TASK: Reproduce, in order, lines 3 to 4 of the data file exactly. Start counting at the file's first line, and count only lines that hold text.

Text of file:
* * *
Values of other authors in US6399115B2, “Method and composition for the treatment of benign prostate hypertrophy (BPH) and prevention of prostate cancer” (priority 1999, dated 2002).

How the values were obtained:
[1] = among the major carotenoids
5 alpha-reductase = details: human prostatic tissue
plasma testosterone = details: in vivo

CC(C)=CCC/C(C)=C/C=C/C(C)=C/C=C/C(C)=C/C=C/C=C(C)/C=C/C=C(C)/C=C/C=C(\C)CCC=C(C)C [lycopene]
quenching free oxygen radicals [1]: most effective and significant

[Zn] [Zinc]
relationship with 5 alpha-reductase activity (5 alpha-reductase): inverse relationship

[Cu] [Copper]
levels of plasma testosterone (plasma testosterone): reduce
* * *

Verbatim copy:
[1] = among the major carotenoids
5 alpha-reductase = details: human prostatic tissue